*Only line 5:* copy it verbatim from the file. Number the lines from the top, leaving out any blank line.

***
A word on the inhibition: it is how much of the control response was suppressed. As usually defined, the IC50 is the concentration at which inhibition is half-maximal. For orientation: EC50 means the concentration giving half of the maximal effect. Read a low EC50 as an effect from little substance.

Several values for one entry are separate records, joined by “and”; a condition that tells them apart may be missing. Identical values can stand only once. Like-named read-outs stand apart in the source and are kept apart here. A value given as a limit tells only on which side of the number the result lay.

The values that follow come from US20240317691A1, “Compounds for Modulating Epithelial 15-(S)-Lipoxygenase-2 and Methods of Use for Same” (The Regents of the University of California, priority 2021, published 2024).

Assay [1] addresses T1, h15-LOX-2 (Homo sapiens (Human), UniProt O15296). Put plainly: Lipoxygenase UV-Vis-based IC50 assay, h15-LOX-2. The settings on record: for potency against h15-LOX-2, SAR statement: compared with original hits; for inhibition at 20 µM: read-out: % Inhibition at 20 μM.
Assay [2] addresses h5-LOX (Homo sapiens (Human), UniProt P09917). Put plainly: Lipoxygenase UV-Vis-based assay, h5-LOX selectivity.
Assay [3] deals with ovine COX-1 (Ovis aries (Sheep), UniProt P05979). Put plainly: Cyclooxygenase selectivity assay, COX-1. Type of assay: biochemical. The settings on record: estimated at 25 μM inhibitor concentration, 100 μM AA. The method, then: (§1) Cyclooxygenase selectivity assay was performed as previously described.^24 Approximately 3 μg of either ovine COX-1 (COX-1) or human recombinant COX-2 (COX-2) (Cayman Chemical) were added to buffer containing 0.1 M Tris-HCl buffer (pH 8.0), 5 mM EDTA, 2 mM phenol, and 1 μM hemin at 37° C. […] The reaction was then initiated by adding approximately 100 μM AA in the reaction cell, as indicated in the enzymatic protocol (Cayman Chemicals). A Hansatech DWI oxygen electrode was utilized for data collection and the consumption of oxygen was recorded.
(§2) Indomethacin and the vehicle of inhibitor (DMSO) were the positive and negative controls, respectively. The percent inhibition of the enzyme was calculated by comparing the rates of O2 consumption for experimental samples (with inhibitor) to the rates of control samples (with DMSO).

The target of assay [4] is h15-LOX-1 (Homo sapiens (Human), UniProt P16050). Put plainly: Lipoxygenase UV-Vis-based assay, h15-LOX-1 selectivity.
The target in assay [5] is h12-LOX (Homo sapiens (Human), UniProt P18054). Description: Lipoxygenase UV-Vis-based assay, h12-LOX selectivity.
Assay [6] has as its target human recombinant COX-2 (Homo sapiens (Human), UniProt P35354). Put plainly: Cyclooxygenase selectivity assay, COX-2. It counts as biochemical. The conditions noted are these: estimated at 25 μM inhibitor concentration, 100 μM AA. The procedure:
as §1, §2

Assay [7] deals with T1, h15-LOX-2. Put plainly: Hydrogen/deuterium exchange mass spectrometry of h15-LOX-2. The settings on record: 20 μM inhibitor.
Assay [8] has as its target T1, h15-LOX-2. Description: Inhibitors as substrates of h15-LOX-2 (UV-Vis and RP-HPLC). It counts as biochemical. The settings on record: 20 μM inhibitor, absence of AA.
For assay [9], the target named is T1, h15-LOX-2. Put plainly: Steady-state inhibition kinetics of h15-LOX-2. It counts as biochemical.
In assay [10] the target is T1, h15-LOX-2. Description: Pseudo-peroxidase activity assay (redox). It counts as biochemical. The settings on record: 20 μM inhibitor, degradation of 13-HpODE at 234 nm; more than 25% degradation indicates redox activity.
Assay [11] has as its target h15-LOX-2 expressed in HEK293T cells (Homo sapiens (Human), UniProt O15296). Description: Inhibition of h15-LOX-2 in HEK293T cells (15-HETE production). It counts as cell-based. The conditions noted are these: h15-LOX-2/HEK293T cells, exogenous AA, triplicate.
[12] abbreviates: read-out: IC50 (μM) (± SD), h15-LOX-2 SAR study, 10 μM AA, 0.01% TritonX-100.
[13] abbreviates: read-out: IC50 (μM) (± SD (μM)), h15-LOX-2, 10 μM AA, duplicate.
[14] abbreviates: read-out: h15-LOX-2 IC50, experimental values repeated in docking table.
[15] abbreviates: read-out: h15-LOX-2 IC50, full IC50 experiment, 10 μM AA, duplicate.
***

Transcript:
Assay [2] addresses h5-LOX (Homo sapiens (Human), UniProt P09917). Put plainly: Lipoxygenase UV-Vis-based assay, h5-LOX selectivity.